Whether you aspire to be 170 pounds and look tight for the beach or to transform into a 270-pound behemoth, impressive shoulder development is a must. Wide, round deltoids communicate rugged power and virility, form the top frame of the V-taper shape we all want, and stand out no matter what you wear—or don't wear.
Unless you're still in the early stages of training—the "honeymoon phase," as I like to call it—you're probably not happy with the size of your shoulders, especially with all the time you've spent training them.
What you need is a routine that'll give your shoulders no choice but to start growing again. The routine I have for you will be more intense and demanding than anything you've ever done, but the payoff will be well worth the effort expended and pain endured.
Are you ready to make some real shoulder gains? Then let's do this!
You're probably accustomed to starting off your shoulder workout with a press, which is a great way to go—except if your shoulders are so used to this approach that you're not getting the gains you expect. Shake things up by pre-exhausting the medial, or side, head of the deltoids with a punishing sequence of increasing resistance on lateral raises. Follow this immediately with a reverse sequence, in which the resistance decreases from set to set.
The ideal way to set up for this is to stand in front of a standard dumbbell rack that's at about waist level. This makes it easy to grab the weights without stopping your reps. If the dumbbell area is crowded, take all the pairs of dumbbells you need and set them up in a line on the floor somewhere out of the way.
I've seen protocols for this sequence that use a constant 10-12 rep range. The problem with this approach is that if you start off with light dumbbells and do just 12 reps, you won't be the least bit challenged. Later, as you move up to much heavier dumbbells, 12 reps might be too many and force you to use poor form.
I've found the best strategy is to decrease the reps as the weights increase, then increase the reps as you go back down in weight. This approach matches the strength curve of the average lifter as he or she fatigues:
- 15 pounds for 15 reps
- 20 pounds for 12 reps
- 30 pounds for 10 reps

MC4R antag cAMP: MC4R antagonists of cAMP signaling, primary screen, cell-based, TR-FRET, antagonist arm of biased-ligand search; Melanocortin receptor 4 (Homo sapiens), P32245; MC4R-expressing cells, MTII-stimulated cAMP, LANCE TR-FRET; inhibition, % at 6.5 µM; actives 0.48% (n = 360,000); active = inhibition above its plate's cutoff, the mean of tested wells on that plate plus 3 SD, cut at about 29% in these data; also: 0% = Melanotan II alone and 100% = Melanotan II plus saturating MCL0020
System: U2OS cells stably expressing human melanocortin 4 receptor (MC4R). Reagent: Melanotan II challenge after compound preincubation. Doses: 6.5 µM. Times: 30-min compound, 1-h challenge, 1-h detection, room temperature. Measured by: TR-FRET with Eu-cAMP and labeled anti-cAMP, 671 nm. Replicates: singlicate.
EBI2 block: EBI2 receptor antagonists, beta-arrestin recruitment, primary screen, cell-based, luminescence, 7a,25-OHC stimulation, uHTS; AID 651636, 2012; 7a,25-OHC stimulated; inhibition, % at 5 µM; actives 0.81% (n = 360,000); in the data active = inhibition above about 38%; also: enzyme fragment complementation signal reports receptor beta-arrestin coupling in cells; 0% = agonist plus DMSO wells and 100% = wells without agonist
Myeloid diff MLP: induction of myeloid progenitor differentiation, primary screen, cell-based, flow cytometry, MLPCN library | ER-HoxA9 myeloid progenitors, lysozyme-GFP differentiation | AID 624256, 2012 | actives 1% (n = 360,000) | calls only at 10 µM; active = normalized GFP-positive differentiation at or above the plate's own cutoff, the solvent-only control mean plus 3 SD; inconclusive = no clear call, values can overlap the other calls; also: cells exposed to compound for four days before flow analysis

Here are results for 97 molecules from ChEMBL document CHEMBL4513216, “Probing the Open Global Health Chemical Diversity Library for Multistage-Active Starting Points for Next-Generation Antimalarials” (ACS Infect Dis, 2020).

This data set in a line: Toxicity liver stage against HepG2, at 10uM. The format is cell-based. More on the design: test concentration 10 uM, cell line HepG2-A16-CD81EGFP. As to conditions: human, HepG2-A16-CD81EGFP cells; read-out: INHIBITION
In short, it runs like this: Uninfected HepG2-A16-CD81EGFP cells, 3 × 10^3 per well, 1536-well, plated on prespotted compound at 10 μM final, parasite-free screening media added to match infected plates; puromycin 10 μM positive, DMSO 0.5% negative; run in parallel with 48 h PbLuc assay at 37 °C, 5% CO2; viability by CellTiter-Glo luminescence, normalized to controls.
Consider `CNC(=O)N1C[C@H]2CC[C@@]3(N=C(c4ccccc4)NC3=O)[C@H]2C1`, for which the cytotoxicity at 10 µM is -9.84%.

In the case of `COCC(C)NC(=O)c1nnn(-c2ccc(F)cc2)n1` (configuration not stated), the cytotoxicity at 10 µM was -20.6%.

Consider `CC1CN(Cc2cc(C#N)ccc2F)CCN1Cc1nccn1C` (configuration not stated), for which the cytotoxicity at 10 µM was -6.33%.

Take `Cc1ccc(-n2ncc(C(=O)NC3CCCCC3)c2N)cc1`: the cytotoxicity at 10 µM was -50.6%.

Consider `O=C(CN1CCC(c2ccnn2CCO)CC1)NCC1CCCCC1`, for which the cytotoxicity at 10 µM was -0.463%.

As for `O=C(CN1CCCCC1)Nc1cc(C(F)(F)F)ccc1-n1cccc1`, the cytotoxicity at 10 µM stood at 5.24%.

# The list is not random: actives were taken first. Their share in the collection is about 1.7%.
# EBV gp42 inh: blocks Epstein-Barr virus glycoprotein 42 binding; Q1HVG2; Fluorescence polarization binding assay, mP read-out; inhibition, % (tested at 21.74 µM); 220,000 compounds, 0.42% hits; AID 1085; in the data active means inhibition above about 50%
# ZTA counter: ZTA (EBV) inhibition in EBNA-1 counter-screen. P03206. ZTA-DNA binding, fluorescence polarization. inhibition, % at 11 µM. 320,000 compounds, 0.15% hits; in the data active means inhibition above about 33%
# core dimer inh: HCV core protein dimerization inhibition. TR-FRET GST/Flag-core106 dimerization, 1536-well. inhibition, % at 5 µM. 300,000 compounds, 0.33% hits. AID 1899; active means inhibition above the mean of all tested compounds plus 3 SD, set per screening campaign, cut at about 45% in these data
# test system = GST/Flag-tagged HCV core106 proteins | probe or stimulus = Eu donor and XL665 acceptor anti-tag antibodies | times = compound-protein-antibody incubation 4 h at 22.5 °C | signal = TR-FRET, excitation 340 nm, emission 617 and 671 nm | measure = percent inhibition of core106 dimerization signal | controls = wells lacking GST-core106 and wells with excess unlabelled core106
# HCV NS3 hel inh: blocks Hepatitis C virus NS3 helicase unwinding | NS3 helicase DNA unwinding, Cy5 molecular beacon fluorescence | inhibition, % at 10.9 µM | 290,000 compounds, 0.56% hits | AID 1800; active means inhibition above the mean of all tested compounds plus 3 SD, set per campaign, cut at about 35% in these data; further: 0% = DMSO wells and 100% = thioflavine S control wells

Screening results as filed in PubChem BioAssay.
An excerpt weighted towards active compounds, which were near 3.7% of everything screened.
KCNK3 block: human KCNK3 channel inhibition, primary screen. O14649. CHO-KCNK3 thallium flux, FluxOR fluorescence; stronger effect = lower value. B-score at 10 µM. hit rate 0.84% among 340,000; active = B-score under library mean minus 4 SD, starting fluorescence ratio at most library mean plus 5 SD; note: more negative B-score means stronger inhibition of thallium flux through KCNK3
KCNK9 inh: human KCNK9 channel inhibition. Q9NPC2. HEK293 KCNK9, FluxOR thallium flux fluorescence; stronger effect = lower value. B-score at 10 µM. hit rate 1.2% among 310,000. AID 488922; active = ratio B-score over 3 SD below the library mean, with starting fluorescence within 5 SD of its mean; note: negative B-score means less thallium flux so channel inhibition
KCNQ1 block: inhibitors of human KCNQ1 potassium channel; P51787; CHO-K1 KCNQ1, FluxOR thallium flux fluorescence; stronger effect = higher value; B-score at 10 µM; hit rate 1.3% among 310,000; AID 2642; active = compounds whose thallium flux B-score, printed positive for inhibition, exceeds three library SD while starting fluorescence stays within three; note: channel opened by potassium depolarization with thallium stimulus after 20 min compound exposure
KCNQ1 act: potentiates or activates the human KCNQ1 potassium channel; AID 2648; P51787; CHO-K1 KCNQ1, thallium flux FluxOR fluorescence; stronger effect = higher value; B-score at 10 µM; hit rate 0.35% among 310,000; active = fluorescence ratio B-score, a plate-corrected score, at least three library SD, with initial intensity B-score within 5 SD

- 40 pounds for 8 reps
- 30 pounds for 10 reps
- 20 pounds for 12 reps
- 15 pounds for 15 reps
Remember, there are no breaks between these sets. Perform this entire sequence three times. Reduce weight even more for the second and third rounds if necessary, just so long as you work hard enough to blow up your side delts and fill them with blood.
Smith Machine Behind-the-Neck Press
Your shoulders should be so pumped after that initial onslaught of laterals that raising your hands overhead will be a challenge. So, let's do that next.
Instead of using a barbell or Smith machine and pressing to the front, use a machine press that'll keep your arms traveling in a movement plane alongside your shoulder joints to ensure greater side deltoid involvement. (Your front delts get plenty of work from all the pressing you do, so not many people need to do additional work on these muscles.)
Use a constant-tension style of rep performance, stopping short of full lockout. Lift the weight quickly, then lower it more slowly and under control so you can feel the deltoids stretch.
Machine Lateral Raise
Your medial deltoids have taken a beating since the start of the workout, but we're not done with them yet. We're going to nail them with just 3 sets—3 tough sets, that is.
Find a weight that allows you to get 12 reps with a slow tempo, as in a full second up, a pause to contract, and 2 seconds down. Do 12 reps that way, then immediately do 12 reps as fast as possible. The pump and burn from this exercise will be excruciating.
Seated Bent-Over Rear Delt Raise
Most people tend to work their posterior, or rear, deltoids sporadically and with little enthusiasm. That's unfortunate, because the rear delt makes up a full one-third of the shoulder complex.